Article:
the arrangemen for a wa" upply tha at a lev hour's notice it can be put into a condition to withstand a year's siege. Although this cliff is almost paved with British cannon and surmount d 
by the En^iriaru is still a" lo!i^^ of the Moors. The nam'e "Gibraltar" is a corruption of Arabic words meaning "The Mountain o, Tarek," leader of the Moors when they landed 

in Spain. For more than 700 vears it was held by them, till on the fall of Granada in 1492, they were expelled to Atrica . 




LISBON PORTUGAL -Lisbon has been well called the "Sultana of the West," for its situation almost rivals that of Constantinople. For from the broad and glittering Tagus it either rises on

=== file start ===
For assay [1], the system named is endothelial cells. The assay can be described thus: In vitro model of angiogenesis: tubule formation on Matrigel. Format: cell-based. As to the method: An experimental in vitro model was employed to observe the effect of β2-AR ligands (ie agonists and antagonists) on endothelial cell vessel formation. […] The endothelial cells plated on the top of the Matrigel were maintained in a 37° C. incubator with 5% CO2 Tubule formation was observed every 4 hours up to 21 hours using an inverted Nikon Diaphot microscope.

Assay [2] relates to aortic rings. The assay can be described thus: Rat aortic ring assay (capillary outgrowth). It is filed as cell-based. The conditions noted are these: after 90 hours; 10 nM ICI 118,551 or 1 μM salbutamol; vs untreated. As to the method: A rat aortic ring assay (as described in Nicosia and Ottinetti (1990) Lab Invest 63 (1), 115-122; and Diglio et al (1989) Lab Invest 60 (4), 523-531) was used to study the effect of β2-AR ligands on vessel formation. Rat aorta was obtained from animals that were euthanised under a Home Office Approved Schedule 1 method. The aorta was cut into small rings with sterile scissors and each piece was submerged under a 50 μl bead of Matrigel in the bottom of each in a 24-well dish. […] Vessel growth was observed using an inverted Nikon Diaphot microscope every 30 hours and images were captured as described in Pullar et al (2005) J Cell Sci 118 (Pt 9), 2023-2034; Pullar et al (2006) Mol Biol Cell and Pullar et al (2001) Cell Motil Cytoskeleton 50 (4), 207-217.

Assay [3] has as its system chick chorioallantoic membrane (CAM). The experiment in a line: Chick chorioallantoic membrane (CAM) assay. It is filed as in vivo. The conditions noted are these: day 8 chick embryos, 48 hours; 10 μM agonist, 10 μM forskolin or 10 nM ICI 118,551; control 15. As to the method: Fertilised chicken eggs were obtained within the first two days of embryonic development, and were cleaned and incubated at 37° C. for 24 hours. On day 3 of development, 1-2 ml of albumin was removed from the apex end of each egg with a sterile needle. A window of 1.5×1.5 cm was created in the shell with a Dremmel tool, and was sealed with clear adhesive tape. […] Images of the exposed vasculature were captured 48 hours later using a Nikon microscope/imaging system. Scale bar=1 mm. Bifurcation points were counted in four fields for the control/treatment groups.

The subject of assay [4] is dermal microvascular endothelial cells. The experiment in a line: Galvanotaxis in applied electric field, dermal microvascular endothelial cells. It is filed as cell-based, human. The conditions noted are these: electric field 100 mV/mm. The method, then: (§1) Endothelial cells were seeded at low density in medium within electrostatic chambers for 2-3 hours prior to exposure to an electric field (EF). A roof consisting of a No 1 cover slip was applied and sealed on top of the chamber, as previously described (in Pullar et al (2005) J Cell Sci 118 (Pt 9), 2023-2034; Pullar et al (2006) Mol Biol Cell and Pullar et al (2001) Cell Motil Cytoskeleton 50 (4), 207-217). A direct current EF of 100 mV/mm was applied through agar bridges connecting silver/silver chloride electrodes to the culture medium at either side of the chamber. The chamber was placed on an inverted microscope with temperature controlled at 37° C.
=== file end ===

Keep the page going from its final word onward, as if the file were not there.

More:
series of' high hills or lies in indolent repose for six miles on the water's edge. If close inspection only confirmed the picture which Lisbon presents at a distance. Don Luis would possess the most 
magnificent^of European capitals. Phillip 11 made a great mistake in not establishing the capital of his empire at Lisbon. If he had done that, Spain and Portugal would probably be to-day a 
prosperous and united realm. Lisbon would then be the natural sea-port of tiie whole Spanish peninsula, for the mighty river Tagus. which has its outlet here, actually extends mland for hundreds 
of miles into the very heart of Spain, Hke a great arm to gather up its wealth and bring it to the Atlantic, to be thence carried out to Europe. India, the United States or Brazil. There are some hand- 
some streets and squares in Lisbon, particularly prominent among them being the Place of Commerce, which is surrounded by the Exchange, the Custom House, the Treasury and other public